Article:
Hall of Fame

 



walter hennessey

Year of Induction: 
2007
Year of Birth: 
1956
DriverTrainer: 
Yes
Driver: 
Yes
Election Into Living Hall of Fame: 
2006
Biography: 

Walter "Wally" Hennessey, a Prince Edward Island native, comes from a family with a long history in harness racing. Born October 4, 1956, he is one of the nine children of Joe and Shirley Hennessey. His father Joe, considered to be one of the finest horsemen in the sport, and his grandfather Wal encouraged Wally to become interested in Standardbreds at an early age. He and his brothers often were involved with mucking out stalls and jogging horses at their father's stable in Charlottetown, Prince Edward Island. When he decided to continue the family tradition by choosing a career in harness racing, Wally became part of a third-generation of Hennessey horsemen.

By the time he was in his early twenties, Hennessey was running his own public stable in Saint John, New Brunswick, which was to become his base of operations for a number of years until his move to Florida. Initially his statistics were not earth shattering, but at the age of 25 he began to re-write the record books in the Maritimes. He posted new standards for wins during three consecutive years starting in 1981 when he became the youngest winner of the Maritime driving championship with 136 victories. In 1982 he had 186 first-place finishes, and in 1983 he broke the all-time Maritime driving record when he surpassed the old record of 208. Hennessey also set a new Maritime record in 1982 with total earnings of $181,145. His 1982 UDR of .394 (500 or more starts) and 1983 UDR of .376 (500 or more starts) were the fifth best in North America.

It was during this time that Hennessey gained attention on the national stage by winning the 1983 Canadian Ice Racing Classic. Just a few short years later he made the decision to move to the U.S. and subsequently settled in Pompano, Florida and Saratoga, New York. This move afforded him the ability to compete as a catch-driver in the Sire Stakes in New York and surrounding states and then to return to Florida for the winter months.

After Hennessey arrived in the U.S., his first big win came in the 1992 season when he drove America's Pastime to victory in the $778,800 Woodrow Wilson Final at the Meadowlands. The Jate Lobell colt reached the finish line in 1:51.4, equaling the world record for a freshman pacing colt on a mile track. One of his most outstanding accomplishments occurred on June 13, 1992 at Buffalo Raceway when he won seven New York Sire Stakes events, including a track-record six races in a row. He captured five of the six divisions for three-year-old pacing colts and geldings as well as two of the four divisions for three-year-old filly pacers.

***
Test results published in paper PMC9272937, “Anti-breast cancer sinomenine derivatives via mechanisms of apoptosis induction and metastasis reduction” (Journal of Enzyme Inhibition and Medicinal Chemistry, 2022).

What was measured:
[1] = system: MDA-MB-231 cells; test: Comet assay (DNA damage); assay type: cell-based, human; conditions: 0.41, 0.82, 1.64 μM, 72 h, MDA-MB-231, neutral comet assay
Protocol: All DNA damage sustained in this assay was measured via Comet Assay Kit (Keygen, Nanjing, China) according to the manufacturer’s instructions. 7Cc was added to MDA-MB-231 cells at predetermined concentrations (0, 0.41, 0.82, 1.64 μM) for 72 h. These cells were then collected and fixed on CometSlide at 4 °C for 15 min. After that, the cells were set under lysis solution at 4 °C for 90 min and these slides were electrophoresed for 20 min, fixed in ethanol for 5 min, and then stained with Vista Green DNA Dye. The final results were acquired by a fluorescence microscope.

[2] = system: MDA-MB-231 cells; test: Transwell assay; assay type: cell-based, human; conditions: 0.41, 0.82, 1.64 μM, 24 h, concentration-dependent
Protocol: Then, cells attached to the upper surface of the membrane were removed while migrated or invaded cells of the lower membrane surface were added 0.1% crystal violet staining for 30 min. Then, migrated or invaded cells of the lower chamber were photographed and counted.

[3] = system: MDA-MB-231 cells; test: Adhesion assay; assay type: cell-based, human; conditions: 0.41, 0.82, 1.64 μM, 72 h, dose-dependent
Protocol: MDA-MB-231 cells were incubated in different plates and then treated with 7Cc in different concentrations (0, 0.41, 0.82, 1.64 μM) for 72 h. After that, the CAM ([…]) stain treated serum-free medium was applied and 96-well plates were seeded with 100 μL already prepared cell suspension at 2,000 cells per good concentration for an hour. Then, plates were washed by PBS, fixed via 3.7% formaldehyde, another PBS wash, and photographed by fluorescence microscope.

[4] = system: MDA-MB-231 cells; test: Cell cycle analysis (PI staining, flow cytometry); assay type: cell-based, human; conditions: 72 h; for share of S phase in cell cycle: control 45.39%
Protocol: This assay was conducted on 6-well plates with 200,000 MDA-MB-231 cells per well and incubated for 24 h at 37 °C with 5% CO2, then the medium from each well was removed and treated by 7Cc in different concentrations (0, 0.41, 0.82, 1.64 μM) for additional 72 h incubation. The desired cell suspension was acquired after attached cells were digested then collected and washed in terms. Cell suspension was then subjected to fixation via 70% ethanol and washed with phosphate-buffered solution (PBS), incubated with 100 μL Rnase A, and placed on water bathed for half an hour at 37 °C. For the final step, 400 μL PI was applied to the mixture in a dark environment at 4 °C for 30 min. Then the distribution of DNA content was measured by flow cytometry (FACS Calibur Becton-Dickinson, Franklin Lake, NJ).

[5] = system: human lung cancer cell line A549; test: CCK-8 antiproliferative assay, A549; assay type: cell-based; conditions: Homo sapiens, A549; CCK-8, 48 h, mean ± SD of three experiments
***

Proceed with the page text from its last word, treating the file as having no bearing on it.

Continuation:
Over the course of a career that has spanned four decades, Hennessey has driven many notable horses including Cambest, with whom he won the 1993 Battle of Lake Erie in the track-record-setting time of 1:52.3, Running Sea, whom he piloted to a 1996 Kentucky Futurity victory, and Take Chances, whom he drove to victory in that futurity the following year. In 2004 he won the $150,000 New York Sire Stakes Final at Yonkers in 1:59.3 with the two-year-old pacing filly Belle Reve. Among the other major races won were the 2005 and 2006 Red Bow Tie with Hearty Fellow and the 2005 Gold Cup and Saucer with Driven To Win in the record-breaking time of 1:51.2.

Hennessey is most recognized for his role as the principal driver of the great mare Moni Maker, who was named Horse of the Year in 1998 and 1999, Trotter of the Year in 1998, 1999 and 2000 and four-time Trotting Mare of the Year (1997-2000). In 1996 she won 19 of her 20 starts (18 straight) with earnings of $675,574. These wins included the $300,000 Hambletonian Oaks, the $169,000 Matron Stakes and the $144,000 New York Sire Stakes Championship. The following year Hennessey reined Moni Maker to victory in the $324,000 Classic Oaks at Mohawk and the $312,000 Nat Ray at the Meadowlands, the latter in 1:52.2, the fastest trotting mile that year at the New Jersey mile oval. Their victory together in the 1998 Elitlopp at Solvalla might be considered their crowning glory, but they also won the 1998 Breeders Crown and the 1998 Nat Ray. They won their third Nat Ray in 2000. When Moni Maker retired that year, she was the richest Standardbred in history with earnings of $5.589 million.

Hennessey also holds the distinction of being only the 27th driver in history to win 6,000 races, including the four Breeders Crowns won with Running Sea ('96), My Dolly ('97), Catch As Catch Can ('97), and Moni Maker ('98). He is approaching the 7,000 mark of races won in addition to being one of the leading money-winning drivers of all-time with earnings of $46,000,000 in purses.

Hennessey's driving ability has always impressed people as has his friendly and outgoing nature. He is known as one of the most consistent drivers in the sport and continues to be one of the top drivers today. In 2006 he piloted 303 winners, and it was the 18th straight year that he had won more than 200 races. For many years Hennessey was the "King of the New York Sire Stakes," a title that he did not relinquish until recently, when he opted to stay in the Florida sunshine year-round.

Hennessey's achievements in the sport of harness racing continue to be memorable. In 2006 he was inducted into the PEI Sports Hall of Fame, and he is also a member of the Florida Sports Hall of Fame. Hennessey currently lives with his wife Barbara and their daughter Kristy in Florida, where he continues to race and maintain a stable with his brother Dan.